Key words: Chromosome instability, Drosophila, meiosis, tumor-suppressor gene
The Golgi apparatus is an organelle where membrane or secretory proteins receive post-translational modifications such as glycosylation and sulfation, after which the proteins are selectively transported to their final destinations through vesicular transport. When the synthesis of secretory or membrane proteins is increased and overwhelms the capacity of the Golgi (Golgi stress), eukaryotic cells activate a homeostatic mechanism called the Golgi stress response to augment the capacity of the Golgi. Four response pathways of the Golgi stress response have been identified, namely the TFE3, CREB3, HSP47, and proteoglycan pathways, which regulate the general function of the Golgi, apoptosis, cell survival, and proteoglycan glycosylation, respectively. Here, we identified a novel response pathway that augments the expression of glycosylation enzymes for mucins in response to insufficiency in mucin-type glycosylation in the Golgi (mucin-type Golgi stress), and we found that expression of glycosylation enzymes for mucins such as GALNT5, GALNT8, and GALNT18 was increased upon mucin-type-Golgi stress. We named this pathway the mucin pathway. Unexpectedly, mucin-type Golgi stress induced the expression and activation of TFE3, a key transcription factor regulating the TFE3 pathway, suggesting that the activated mucin pathway sends a crosstalk signal to the TFE3 pathway. We identified an enhancer element regulating transcriptional induction of TFE3 upon mucin-type Golgi stress, and named it the mucin-type Golgi stress response element, of which consensus was ACTTCC(N9)TCCCCA. These results suggested that crosstalk from the mucin pathway to the TFE3 pathway has an important role in the regulation of the mammalian Golgi stress response.
Key words: Golgi stress, mucin, TFE3, organelle autoregulation, organelle zone
Two decades have passed since the development of the first calcium indicator based on the green fluorescent protein (GFP) and the principle of Förster resonance energy transfer (FRET). During this period, researchers have advanced many novel ideas for the improvement of such genetically encoded FRET biosensors, which have allowed them to expand their targets from small molecules to signaling proteins and physicochemical properties. Although the merits of “genetically encoded” FRET biosensors became clear once various cell lines were established and several transgenic organisms were generated, the road to these developments was not necessarily a smooth one. Moreover, even today the development of new FRET biosensors remains a very labor-intensive, trial-and-error process. Therefore, at this junction, it may be worthwhile to summarize the progress of the FRET biosensor and discuss the future direction of its development and application.
Key words: FRET, biosensor, fluorescent protein
In yeast Saccharomyces cerevisiae cells, some aberrant multimembrane-spanning proteins are not transported to the cell surface but form and are accumulated in endoplasmic reticulum (ER)-derived subcompartments, known as the ER-associated compartments (ERACs), which are observed as puncta under fluorescence microscopy. Here we show that a mutant of the cell surface protein Pma1, Pma1-2308, was accumulated in the ERACs, as well as the heterologously expressed mammalian cystic fibrosis transmembrane conductance regulator (CFTR), in yeast cells. Pma1-2308 and CFTR were located on the same ERACs. We also note that treatment of cells with 4-phenyl butyric acid (4-PBA) compromised the ERAC formation by Pma1-2308 and CFTR, suggesting that 4-PBA exerts a chaperone-like function in yeast cells. Intriguingly, unlike ER stress induced by the canonical ER stressor tunicamycin, ER stress that was induced by Pma1-2308 was aggravated by 4-PBA. We assume that this observation demonstrates a beneficial aspect of ERACs, and thus propose that the ERACs are formed through aggregation of aberrant transmembrane proteins and work as the accumulation sites of multiple ERAC-forming proteins for their sequestration.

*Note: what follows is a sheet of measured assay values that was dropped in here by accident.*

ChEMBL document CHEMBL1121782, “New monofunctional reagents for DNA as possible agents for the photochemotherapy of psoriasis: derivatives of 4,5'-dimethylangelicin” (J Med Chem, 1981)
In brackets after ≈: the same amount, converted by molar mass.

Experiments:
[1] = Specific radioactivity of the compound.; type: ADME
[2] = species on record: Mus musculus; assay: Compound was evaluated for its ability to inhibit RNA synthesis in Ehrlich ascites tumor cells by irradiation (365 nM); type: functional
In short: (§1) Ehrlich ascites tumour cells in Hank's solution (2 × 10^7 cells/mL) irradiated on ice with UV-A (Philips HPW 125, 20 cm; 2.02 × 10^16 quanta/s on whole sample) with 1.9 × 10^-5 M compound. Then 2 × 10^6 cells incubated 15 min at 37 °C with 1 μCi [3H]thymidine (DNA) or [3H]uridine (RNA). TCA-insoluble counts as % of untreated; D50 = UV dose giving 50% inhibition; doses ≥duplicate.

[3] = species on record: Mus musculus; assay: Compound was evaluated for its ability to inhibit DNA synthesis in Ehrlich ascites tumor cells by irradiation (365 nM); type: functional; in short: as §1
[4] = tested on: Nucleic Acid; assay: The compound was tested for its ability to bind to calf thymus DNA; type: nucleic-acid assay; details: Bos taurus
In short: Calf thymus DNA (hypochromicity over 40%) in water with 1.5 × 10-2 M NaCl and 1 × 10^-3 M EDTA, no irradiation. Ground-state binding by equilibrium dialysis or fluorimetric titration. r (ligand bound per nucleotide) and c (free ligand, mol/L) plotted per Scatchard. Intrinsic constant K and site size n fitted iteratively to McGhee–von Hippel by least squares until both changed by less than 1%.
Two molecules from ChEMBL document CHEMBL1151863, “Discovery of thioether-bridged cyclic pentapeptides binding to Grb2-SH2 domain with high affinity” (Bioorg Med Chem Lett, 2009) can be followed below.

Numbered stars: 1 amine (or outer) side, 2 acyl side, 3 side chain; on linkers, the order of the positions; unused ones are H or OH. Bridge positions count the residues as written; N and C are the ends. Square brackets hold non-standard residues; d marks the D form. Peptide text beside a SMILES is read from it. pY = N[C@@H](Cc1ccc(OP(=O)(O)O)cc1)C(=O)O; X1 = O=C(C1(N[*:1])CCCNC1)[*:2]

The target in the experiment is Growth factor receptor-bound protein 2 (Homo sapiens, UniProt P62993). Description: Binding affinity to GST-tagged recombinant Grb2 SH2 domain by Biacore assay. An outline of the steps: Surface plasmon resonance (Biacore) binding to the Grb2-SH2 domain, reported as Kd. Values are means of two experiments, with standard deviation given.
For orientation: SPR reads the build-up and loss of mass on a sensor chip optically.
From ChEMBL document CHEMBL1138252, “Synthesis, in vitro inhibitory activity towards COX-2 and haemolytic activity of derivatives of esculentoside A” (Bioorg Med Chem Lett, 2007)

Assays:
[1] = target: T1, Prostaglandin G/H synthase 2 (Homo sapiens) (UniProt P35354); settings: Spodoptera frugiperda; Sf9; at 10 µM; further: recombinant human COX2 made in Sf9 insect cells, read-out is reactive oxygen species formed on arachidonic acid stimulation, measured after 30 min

Key words: protein aggregation, organelle, unfolded protein response, ER stress, 4-PBA
The discovery of fluorescent proteins (FPs) has revolutionized cell biology. The fusion of targeting sequences to FPs enables the investigation of cellular organelles and their dynamics; however, occasionally, such fluorescent fusion proteins (FFPs) exhibit behavior different from that of the native proteins. Here, we constructed a color pallet comprising different organelle markers and found that FFPs targeted to the mitochondria were mislocalized when fused to certain types of FPs. Such FPs included several variants of Aequorea victoria green FP (avGFP) and a monomeric variant of the red FP. Because the FFPs that are mislocalized include FPs with faster maturing or folding mutations, the increase in the maturation rate is likely to prevent their expected localization. Indeed, when we reintroduced amino acid substitutions so that the FP sequences were equivalent to that of wild-type avGFP, FFP localization to the mitochondria was significantly enhanced. Moreover, similar amino acid substitutions improved the localization of mitochondria-targeted pHluorin, which is a pH-sensitive variant of GFP, and its capability to monitor pH changes in the mitochondrial matrix. Our findings demonstrate the importance of selecting FPs that maximize FFP function.
Key words: fluorescent protein, organelle, fusion protein, mitochondria
The oncogenic tyrosine kinase BCR-ABL activates a variety of signaling pathways and plays a causative role in the pathogenesis of chronic myelogenous leukemia (CML); however, the subcellular distribution of this chimeric protein remains controversial. Here, we report that BCR-ABL is localized to stress granules and that its granular localization contributes to BCR-ABL-dependent leukemogenesis. BCR-ABL-positive granules were not colocalized with any markers for membrane-bound organelles but were colocalized with HSP90a, a component of RNA granules. The number of such granules increased with thapsigargin treatment, confirming that the granules were stress granules. Given that treatment with the ABL kinase inhibitor imatinib and elimination of the N-terminal region of BCR-ABL abolished granule formation, kinase activity and the coiled-coil domain are required for granule formation. Whereas wild-type BCR-ABL rescued the growth defect in IL-3-depleted Ba/F3 cells, mutant BCR-ABL lacking the N-terminal region failed to do so. Moreover, forced tetramerization of the N-terminus-deleted mutant could not restore the growth defect, indicating that granule formation, but not tetramerization, through its N-terminus is critical for BCR-ABL-dependent oncogenicity. Our findings together provide new insights into the pathogenesis of CML by BCR-ABL and open a window for developing novel therapeutic strategies for this disease.
Key words: BCR-ABL, subcellular localization, stress granule